"A war is not a war until a man kills his brother."
-Marko the Poet
This sums up my reaction after finishing watching "Undergound:"
Holy shit! This is fucking incredible! This is one of the greatest films I have ever seen! It is, without a doubt, and will remain without a doubt, the greatest film of 1995, and one of the greatest films ever made. Although some films seem to lose their value after they fade in my memory, I will always consider Underground one of the greatest. The scenes stick fresh in my memory: Peter Popara biting down on an electric wire, Marko the poet shaking hands with Stalin, Ivan finding his monkey after more than 30 years. I have never seen a film that was able to so seamlessly blend black comedy and tragedy. This is, we are told, the Yugoslavian way of life.
The film begins during WWII, with two Communist party members fighting the facists invading their country by robbing trains and assasinating political leaders. The men are named Marko and Peter Popara, and they are best friends. These scenes are set in hilarity, as the two of them shrug of tiny things like bombings and Nazis to get the more important things in life, like getting an orgasm from the nearest brothel, or "rescuing" infinitely shallow actress Natalija Zovkov from "Franz," a Nazi luitenant. From their point of view, "rescuing" means tying up Natalija against her will and forcing her to marry Peter Popara. A strange love triangle begins to develop between the three, or perhaps quadrangle when you consider Franz. But when Marko tries to escape with Natalija and Peter Popara in a trunk, a gernade in the trunk goes off and it seems Peter Popara is mortally wounded. Cut to the liberation by Russia: we see Marko shaking hands with important Russian leaders and honoring his dead friend Marko. But then, twenty years later, he is married to Natalija, and we see him go into his basement...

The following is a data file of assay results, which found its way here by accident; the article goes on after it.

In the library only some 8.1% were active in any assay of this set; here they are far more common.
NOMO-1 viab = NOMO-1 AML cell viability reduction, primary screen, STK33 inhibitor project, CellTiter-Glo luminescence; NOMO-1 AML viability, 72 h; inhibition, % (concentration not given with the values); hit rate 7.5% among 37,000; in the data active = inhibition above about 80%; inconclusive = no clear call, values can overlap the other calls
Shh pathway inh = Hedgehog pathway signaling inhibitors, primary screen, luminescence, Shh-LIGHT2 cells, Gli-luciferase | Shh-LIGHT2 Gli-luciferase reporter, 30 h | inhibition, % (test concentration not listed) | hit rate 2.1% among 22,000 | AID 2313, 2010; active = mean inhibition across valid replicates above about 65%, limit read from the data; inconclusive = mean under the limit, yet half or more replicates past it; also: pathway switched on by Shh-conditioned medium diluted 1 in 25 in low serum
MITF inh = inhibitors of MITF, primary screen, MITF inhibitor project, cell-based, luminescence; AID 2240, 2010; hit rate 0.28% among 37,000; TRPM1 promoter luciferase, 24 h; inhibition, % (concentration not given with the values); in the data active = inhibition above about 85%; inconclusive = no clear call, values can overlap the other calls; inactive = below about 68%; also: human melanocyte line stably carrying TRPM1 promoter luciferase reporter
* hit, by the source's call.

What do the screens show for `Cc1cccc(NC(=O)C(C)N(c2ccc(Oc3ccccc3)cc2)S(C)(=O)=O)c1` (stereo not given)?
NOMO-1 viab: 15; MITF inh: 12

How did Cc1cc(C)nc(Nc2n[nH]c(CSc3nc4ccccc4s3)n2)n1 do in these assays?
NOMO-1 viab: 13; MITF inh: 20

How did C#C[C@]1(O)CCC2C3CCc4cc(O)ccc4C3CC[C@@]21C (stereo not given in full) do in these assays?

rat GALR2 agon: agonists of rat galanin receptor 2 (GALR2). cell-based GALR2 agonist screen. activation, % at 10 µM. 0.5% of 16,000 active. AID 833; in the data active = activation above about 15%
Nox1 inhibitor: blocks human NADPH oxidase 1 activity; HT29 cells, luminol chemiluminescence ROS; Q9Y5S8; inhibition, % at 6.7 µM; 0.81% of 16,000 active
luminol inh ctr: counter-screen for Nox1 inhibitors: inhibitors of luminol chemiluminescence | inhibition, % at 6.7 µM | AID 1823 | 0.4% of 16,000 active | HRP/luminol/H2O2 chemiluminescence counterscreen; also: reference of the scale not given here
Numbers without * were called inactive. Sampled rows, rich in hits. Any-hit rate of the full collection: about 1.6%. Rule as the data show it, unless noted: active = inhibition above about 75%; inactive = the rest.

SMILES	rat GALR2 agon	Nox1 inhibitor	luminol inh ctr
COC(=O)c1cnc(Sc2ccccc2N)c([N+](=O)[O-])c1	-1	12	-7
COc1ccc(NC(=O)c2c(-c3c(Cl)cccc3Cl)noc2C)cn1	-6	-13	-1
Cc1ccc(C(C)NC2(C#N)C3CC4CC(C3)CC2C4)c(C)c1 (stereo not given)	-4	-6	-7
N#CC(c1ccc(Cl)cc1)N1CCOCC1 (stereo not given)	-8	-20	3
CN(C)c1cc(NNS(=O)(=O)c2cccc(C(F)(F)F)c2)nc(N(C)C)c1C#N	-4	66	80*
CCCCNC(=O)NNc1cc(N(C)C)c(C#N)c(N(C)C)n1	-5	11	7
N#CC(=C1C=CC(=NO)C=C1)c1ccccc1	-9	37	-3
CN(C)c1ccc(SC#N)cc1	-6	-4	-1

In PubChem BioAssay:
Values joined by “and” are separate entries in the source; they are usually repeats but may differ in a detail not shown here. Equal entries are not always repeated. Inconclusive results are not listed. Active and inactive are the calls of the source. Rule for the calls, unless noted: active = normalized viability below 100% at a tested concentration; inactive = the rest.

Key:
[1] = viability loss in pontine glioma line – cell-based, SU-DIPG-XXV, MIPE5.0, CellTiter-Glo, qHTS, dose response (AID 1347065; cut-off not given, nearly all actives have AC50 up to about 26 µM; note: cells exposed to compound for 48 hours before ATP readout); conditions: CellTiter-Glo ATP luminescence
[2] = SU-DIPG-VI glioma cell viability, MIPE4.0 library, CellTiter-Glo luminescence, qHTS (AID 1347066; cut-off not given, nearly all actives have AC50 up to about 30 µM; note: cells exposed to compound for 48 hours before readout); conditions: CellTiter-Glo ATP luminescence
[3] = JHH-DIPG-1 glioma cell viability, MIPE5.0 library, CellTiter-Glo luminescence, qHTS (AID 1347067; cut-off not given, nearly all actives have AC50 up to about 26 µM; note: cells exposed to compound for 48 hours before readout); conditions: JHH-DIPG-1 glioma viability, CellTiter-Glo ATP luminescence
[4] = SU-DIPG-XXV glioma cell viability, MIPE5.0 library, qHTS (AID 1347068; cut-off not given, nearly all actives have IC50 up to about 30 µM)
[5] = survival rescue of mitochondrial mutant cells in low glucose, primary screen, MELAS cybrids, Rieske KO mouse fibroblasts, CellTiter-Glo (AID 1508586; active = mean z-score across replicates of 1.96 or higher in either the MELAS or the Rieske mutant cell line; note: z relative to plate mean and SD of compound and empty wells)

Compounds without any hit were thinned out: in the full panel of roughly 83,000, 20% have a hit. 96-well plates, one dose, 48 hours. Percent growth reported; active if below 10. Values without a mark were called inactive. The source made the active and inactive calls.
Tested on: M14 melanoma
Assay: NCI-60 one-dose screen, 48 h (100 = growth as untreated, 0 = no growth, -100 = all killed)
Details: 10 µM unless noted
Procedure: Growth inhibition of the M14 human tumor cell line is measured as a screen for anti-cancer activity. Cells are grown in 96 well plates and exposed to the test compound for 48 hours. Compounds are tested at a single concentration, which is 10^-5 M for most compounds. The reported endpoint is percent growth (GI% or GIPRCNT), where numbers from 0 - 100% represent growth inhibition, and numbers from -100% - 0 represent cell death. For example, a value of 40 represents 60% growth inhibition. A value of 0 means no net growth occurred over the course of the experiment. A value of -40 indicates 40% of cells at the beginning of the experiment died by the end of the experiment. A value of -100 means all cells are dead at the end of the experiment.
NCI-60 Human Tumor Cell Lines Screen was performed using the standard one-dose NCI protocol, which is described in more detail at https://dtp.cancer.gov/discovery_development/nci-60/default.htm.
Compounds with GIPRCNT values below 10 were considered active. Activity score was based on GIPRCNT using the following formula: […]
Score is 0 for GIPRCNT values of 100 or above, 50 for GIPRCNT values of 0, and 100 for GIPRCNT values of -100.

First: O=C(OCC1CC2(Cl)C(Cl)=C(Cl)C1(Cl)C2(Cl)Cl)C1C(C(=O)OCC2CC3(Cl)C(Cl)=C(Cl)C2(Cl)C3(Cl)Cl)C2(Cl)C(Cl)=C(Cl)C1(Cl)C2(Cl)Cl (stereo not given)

The film is divided into 3 acts. The first is mostly comedy. The second is a mix of comedy and drama. The third is tragedy, but it ends on a strangely happy note - in the afterlife, we meet all the characters who have died, and they are partying and getting drunk on a wedding on a meadow by the ocean. The band that seems to constantly play racious jazz music behind them is there too.
Examine all the scenes where Marko goes into his basement. Every time we suddenly feel as if, in fact, it really is World War II. The scenes are brilliantly executed, showing all the disturbing and opressively disturbing details of life "at the house." And we can feel Ivan's pain, searching his desolated country, searching for his long lost monkey.
The film is clearly a metaphor for life under Russian rule, and the film is a very clever satire when viewed from a long point. But the filmmaker doesn't really want us to see it that way. In the end, it is explained - we are the Yugoslavians. We have a good time, dance, get drunk, tragedy occurs. We have a good time, dance, get drunk again. This is life and this is death.